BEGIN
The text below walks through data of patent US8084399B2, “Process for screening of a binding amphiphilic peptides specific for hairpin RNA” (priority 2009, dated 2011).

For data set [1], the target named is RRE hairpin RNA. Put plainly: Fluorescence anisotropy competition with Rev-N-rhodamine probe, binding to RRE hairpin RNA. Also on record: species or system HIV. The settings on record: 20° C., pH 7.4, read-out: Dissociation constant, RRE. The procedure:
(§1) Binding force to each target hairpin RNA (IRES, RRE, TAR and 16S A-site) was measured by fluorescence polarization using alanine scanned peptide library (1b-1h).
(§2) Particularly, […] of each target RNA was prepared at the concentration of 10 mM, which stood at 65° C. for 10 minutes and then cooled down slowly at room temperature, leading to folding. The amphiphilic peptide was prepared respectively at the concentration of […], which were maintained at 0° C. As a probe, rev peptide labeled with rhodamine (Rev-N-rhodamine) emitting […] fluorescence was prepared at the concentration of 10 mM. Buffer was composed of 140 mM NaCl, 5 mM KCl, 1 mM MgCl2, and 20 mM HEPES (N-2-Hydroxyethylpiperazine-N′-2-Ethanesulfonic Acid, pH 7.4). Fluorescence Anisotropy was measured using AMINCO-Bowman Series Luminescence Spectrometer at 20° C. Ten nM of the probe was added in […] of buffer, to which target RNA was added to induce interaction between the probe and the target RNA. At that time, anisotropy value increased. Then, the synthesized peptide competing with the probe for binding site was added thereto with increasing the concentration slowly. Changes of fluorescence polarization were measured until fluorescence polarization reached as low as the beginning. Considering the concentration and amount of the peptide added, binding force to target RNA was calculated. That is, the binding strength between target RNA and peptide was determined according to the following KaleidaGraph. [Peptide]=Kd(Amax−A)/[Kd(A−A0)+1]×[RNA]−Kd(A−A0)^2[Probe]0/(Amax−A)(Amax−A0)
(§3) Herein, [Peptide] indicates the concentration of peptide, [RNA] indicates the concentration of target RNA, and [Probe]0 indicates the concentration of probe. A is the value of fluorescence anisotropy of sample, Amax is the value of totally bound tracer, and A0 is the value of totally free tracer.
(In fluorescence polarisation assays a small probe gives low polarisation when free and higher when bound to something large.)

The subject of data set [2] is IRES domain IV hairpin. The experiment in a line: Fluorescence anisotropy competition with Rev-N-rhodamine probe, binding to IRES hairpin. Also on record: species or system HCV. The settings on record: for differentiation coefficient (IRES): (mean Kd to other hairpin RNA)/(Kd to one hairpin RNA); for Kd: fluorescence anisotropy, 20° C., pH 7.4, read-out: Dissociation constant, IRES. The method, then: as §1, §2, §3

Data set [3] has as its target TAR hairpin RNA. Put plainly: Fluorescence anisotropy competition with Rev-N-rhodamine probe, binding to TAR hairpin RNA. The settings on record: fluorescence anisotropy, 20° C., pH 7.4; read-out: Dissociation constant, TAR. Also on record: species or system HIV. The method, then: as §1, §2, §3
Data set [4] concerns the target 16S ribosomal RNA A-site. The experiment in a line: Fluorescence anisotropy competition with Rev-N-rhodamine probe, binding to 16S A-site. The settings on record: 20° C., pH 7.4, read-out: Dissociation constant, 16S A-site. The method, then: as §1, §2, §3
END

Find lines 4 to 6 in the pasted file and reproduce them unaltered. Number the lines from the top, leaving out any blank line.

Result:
(§2) Particularly, […] of each target RNA was prepared at the concentration of 10 mM, which stood at 65° C. for 10 minutes and then cooled down slowly at room temperature, leading to folding. The amphiphilic peptide was prepared respectively at the concentration of […], which were maintained at 0° C. As a probe, rev peptide labeled with rhodamine (Rev-N-rhodamine) emitting […] fluorescence was prepared at the concentration of 10 mM. Buffer was composed of 140 mM NaCl, 5 mM KCl, 1 mM MgCl2, and 20 mM HEPES (N-2-Hydroxyethylpiperazine-N′-2-Ethanesulfonic Acid, pH 7.4). Fluorescence Anisotropy was measured using AMINCO-Bowman Series Luminescence Spectrometer at 20° C. Ten nM of the probe was added in […] of buffer, to which target RNA was added to induce interaction between the probe and the target RNA. At that time, anisotropy value increased. Then, the synthesized peptide competing with the probe for binding site was added thereto with increasing the concentration slowly. Changes of fluorescence polarization were measured until fluorescence polarization reached as low as the beginning. Considering the concentration and amount of the peptide added, binding force to target RNA was calculated. That is, the binding strength between target RNA and peptide was determined according to the following KaleidaGraph. [Peptide]=Kd(Amax−A)/[Kd(A−A0)+1]×[RNA]−Kd(A−A0)^2[Probe]0/(Amax−A)(Amax−A0)
(§3) Herein, [Peptide] indicates the concentration of peptide, [RNA] indicates the concentration of target RNA, and [Probe]0 indicates the concentration of probe. A is the value of fluorescence anisotropy of sample, Amax is the value of totally bound tracer, and A0 is the value of totally free tracer.
(In fluorescence polarisation assays a small probe gives low polarisation when free and higher when bound to something large.)